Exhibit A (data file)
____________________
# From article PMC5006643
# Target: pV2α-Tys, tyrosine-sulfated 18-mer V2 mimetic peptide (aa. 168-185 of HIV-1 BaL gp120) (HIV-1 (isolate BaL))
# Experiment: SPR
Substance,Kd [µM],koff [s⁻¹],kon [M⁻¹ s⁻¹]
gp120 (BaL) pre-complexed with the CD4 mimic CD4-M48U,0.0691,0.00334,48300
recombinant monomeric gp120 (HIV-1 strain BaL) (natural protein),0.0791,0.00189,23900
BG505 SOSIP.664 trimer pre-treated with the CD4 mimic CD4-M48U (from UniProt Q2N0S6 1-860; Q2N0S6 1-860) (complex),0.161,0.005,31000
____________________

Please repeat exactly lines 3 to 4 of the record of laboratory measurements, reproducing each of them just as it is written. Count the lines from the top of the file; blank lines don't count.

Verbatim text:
# Experiment: SPR
Substance,Kd [µM],koff [s⁻¹],kon [M⁻¹ s⁻¹]